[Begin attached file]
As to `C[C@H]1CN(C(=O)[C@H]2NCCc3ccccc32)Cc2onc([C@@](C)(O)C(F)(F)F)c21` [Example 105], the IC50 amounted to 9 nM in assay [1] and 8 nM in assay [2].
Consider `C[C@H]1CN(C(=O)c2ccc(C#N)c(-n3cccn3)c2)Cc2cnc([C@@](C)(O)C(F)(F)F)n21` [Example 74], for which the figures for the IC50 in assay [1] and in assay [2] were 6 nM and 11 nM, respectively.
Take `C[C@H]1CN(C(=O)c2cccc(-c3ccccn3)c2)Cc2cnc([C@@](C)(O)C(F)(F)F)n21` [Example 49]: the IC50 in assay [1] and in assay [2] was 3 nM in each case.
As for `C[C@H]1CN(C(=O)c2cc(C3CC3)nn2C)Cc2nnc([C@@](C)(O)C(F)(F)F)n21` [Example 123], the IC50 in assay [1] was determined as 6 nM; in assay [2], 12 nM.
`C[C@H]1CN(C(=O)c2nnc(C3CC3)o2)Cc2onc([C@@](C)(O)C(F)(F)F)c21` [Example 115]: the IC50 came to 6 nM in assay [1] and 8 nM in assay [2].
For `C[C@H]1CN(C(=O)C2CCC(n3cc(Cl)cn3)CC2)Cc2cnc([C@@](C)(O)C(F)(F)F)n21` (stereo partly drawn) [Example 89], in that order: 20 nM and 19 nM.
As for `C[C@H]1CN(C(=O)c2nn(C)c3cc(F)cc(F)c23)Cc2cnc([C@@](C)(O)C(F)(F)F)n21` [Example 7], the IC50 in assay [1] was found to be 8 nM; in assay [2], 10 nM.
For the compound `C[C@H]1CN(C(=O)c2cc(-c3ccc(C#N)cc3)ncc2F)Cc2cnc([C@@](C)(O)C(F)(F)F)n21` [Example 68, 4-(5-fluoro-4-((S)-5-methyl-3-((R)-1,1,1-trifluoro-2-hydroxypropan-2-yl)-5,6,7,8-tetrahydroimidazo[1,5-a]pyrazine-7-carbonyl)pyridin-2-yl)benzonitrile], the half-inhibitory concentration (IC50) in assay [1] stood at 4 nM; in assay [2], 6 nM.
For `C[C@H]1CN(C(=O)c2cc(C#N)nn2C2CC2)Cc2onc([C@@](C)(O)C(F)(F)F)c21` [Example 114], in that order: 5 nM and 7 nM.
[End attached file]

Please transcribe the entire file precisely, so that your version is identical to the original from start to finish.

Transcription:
As to `C[C@H]1CN(C(=O)[C@H]2NCCc3ccccc32)Cc2onc([C@@](C)(O)C(F)(F)F)c21` [Example 105], the IC50 amounted to 9 nM in assay [1] and 8 nM in assay [2].
Consider `C[C@H]1CN(C(=O)c2ccc(C#N)c(-n3cccn3)c2)Cc2cnc([C@@](C)(O)C(F)(F)F)n21` [Example 74], for which the figures for the IC50 in assay [1] and in assay [2] were 6 nM and 11 nM, respectively.
Take `C[C@H]1CN(C(=O)c2cccc(-c3ccccn3)c2)Cc2cnc([C@@](C)(O)C(F)(F)F)n21` [Example 49]: the IC50 in assay [1] and in assay [2] was 3 nM in each case.
As for `C[C@H]1CN(C(=O)c2cc(C3CC3)nn2C)Cc2nnc([C@@](C)(O)C(F)(F)F)n21` [Example 123], the IC50 in assay [1] was determined as 6 nM; in assay [2], 12 nM.
`C[C@H]1CN(C(=O)c2nnc(C3CC3)o2)Cc2onc([C@@](C)(O)C(F)(F)F)c21` [Example 115]: the IC50 came to 6 nM in assay [1] and 8 nM in assay [2].
For `C[C@H]1CN(C(=O)C2CCC(n3cc(Cl)cn3)CC2)Cc2cnc([C@@](C)(O)C(F)(F)F)n21` (stereo partly drawn) [Example 89], in that order: 20 nM and 19 nM.
As for `C[C@H]1CN(C(=O)c2nn(C)c3cc(F)cc(F)c23)Cc2cnc([C@@](C)(O)C(F)(F)F)n21` [Example 7], the IC50 in assay [1] was found to be 8 nM; in assay [2], 10 nM.
For the compound `C[C@H]1CN(C(=O)c2cc(-c3ccc(C#N)cc3)ncc2F)Cc2cnc([C@@](C)(O)C(F)(F)F)n21` [Example 68, 4-(5-fluoro-4-((S)-5-methyl-3-((R)-1,1,1-trifluoro-2-hydroxypropan-2-yl)-5,6,7,8-tetrahydroimidazo[1,5-a]pyrazine-7-carbonyl)pyridin-2-yl)benzonitrile], the half-inhibitory concentration (IC50) in assay [1] stood at 4 nM; in assay [2], 6 nM.
For `C[C@H]1CN(C(=O)c2cc(C#N)nn2C2CC2)Cc2onc([C@@](C)(O)C(F)(F)F)c21` [Example 114], in that order: 5 nM and 7 nM.